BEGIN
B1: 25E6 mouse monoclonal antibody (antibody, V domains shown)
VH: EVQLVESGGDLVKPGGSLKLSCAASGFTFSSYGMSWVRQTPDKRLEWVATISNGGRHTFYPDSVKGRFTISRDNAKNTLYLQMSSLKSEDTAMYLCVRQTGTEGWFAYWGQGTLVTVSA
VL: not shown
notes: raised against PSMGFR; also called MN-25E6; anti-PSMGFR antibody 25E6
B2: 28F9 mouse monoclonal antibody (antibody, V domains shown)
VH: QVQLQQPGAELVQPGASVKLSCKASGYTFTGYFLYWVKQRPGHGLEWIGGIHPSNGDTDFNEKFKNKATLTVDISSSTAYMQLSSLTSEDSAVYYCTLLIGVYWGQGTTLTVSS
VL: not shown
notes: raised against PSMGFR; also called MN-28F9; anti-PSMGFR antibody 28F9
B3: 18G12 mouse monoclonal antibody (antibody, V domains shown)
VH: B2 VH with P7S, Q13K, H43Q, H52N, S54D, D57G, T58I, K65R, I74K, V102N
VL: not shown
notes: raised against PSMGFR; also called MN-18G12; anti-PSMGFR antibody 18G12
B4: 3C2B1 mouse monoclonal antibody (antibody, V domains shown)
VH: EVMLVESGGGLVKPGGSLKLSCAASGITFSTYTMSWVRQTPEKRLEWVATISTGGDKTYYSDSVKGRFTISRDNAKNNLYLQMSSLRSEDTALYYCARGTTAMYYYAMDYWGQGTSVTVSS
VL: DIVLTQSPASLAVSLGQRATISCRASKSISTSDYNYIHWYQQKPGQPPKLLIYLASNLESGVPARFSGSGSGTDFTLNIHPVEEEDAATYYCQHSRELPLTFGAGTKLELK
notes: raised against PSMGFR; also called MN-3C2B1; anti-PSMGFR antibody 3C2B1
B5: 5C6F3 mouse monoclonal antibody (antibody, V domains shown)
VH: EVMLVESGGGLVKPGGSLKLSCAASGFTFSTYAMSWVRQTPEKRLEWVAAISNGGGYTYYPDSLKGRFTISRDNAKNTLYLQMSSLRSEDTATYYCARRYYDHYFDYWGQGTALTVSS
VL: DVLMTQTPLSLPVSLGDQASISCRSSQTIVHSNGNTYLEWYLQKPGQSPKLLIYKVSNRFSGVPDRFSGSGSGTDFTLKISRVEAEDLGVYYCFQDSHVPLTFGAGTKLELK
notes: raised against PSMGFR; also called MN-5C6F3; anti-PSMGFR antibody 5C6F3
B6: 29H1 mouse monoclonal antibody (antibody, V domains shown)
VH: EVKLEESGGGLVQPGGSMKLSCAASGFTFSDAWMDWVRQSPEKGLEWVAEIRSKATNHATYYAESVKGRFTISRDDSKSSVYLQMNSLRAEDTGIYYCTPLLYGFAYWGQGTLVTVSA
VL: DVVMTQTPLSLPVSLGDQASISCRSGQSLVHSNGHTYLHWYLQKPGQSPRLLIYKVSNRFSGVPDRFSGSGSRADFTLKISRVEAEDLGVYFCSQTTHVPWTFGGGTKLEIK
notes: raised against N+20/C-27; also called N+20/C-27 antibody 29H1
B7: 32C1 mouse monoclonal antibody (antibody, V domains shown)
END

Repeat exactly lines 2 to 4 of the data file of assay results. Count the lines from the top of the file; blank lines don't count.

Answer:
VH: EVQLVESGGDLVKPGGSLKLSCAASGFTFSSYGMSWVRQTPDKRLEWVATISNGGRHTFYPDSVKGRFTISRDNAKNTLYLQMSSLKSEDTAMYLCVRQTGTEGWFAYWGQGTLVTVSA
VL: not shown
notes: raised against PSMGFR; also called MN-25E6; anti-PSMGFR antibody 25E6